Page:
Limited-slip differentials limit the quantity of differential action allowed. If one wheel begins spinning excessively faster than the other (way more than durring normal cornering), an LSD will limit the speed difference. This is an benefit over a regular open differential design. If one drive wheel looses traction, the LSD action will allow the wheel with traction to obtain rotational torque and invite the vehicle to go. There are many different designs currently used today. Some work better than others based on the application.
Clutch style LSDs derive from a open differential design. They possess Final wheel drive another clutch pack on each one of the axle aspect gears or axle shafts in the final drive casing. Clutch discs sit between your axle shafts’ splines and the differential case. Half of the discs are splined to the axle shaft and the others are splined to the differential case. Friction material is used to split up the clutch discs. Springs place pressure on the axle aspect gears which put strain on the clutch. If an axle shaft wants to spin faster or slower compared to the differential case, it must get over the clutch to do so. If one axle shaft tries to rotate quicker than the differential case then the other will attempt to rotate slower. Both clutches will resist this step. As the rate difference increases, it turns into harder to overcome the clutches. When the automobile is making a good turn at low swiftness (parking), the clutches provide little level of resistance. When one drive wheel looses traction and all the torque would go to that wheel, the clutches resistance becomes much more apparent and the wheel with traction will rotate at (close to) the swiftness of the differential case. This type of differential will most likely require a special type of fluid or some kind of additive. If the liquid is not changed at the proper intervals, the clutches may become less effective. Resulting in little to no LSD actions. Fluid change intervals vary between applications. There is nothing incorrect with this style, but remember that they are only as strong as an ordinary open differential.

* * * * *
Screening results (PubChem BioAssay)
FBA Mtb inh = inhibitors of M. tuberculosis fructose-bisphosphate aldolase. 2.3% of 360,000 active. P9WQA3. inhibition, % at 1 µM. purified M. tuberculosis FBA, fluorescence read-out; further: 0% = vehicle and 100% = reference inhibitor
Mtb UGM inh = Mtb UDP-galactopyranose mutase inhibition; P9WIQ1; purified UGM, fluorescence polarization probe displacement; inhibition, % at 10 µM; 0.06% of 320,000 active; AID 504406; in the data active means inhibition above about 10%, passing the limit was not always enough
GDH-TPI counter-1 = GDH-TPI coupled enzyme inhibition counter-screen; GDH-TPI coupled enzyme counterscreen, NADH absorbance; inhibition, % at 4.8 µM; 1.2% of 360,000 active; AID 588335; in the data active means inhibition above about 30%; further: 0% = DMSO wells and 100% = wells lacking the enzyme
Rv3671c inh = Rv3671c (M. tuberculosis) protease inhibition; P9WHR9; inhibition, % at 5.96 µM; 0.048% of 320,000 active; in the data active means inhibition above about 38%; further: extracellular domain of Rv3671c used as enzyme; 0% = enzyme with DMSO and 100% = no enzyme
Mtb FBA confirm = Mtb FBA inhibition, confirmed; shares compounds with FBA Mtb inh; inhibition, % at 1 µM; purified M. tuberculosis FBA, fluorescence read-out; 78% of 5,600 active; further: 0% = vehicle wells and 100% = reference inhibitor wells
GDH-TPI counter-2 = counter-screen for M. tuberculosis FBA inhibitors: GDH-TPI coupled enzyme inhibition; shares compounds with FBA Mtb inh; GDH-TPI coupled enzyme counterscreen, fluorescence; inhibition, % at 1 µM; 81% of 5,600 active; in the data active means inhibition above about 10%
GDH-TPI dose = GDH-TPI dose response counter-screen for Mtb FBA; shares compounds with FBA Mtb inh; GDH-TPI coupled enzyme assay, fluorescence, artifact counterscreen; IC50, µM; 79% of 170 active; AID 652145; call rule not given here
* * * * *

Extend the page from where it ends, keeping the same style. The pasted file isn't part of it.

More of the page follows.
Solid/spool differentials are mostly found in drag racing. Solid differentials, like the name implies, are completely solid and will not really enable any difference in drive wheel speed. The drive wheels at all times rotate at the same speed, even in a convert. This is not an issue on a drag competition vehicle as drag vehicles are traveling in a straight line 99% of that time period. This can also be an advantage for vehicles that are being set-up for drifting. A welded differential is a regular open differential that has had the spider gears welded to make a solid differential. Solid differentials certainly are a fine modification for vehicles created for track use. For street use, a LSD option will be advisable over a solid differential. Every switch a vehicle takes will cause the axles to wind-up and tire slippage. This is most noticeable when generating through a gradual turn (parking). The result is accelerated tire wear along with premature axle failure. One big benefit of the solid differential over the other styles is its power. Since torque is used directly to each axle, there is no spider gears, which will be the weak spot of open differentials.